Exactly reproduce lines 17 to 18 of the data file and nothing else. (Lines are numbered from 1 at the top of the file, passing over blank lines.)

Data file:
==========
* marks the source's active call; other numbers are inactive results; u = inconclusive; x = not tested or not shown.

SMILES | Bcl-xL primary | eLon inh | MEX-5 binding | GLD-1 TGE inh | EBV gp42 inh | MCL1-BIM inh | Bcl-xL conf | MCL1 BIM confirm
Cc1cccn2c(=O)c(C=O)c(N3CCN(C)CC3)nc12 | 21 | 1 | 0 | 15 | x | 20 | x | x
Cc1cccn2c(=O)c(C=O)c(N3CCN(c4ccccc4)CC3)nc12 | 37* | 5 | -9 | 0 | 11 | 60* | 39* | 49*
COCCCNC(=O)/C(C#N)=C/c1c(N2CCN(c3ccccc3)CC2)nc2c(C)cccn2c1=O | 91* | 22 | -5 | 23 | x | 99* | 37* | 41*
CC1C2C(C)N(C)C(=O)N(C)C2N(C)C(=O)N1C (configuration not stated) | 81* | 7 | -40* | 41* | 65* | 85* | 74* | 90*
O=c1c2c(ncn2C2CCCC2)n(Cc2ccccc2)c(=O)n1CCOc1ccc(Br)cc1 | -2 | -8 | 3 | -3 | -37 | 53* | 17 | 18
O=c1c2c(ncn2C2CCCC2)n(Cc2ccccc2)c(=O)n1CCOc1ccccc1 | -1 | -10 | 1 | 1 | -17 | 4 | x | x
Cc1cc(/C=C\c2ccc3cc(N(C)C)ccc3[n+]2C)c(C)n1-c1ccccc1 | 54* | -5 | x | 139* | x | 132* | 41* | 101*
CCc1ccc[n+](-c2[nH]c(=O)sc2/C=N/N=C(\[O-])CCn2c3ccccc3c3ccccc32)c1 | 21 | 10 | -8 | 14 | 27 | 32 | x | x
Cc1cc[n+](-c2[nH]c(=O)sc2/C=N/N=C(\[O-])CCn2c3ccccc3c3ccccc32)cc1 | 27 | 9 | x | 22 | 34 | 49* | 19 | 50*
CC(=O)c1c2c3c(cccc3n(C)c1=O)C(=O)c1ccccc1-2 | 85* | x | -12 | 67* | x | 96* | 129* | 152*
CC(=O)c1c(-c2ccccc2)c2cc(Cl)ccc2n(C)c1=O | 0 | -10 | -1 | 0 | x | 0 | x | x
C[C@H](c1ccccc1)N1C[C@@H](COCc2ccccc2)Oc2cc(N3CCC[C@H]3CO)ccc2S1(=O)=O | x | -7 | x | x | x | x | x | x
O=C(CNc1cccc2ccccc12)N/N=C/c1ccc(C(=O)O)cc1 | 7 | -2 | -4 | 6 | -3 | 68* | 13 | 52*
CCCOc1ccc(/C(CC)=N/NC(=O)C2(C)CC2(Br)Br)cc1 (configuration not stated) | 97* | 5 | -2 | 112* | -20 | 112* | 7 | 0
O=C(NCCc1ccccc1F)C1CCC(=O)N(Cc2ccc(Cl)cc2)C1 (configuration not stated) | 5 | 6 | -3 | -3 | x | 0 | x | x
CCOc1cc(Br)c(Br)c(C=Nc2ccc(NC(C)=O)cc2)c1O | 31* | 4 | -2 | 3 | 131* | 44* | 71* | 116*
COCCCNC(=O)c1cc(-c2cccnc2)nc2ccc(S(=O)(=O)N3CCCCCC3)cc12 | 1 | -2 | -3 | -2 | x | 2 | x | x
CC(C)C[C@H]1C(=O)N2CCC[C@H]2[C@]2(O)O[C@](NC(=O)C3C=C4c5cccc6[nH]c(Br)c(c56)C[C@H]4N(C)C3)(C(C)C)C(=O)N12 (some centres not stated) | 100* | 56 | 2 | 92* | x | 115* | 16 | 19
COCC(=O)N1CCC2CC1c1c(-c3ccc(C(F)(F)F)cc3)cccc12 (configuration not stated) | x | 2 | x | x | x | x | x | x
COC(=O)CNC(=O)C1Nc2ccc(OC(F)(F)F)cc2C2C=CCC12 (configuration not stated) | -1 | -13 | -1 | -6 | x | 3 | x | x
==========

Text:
O=C(NCCc1ccccc1F)C1CCC(=O)N(Cc2ccc(Cl)cc2)C1 (configuration not stated) | 5 | 6 | -3 | -3 | x | 0 | x | x
CCOc1cc(Br)c(Br)c(C=Nc2ccc(NC(C)=O)cc2)c1O | 31* | 4 | -2 | 3 | 131* | 44* | 71* | 116*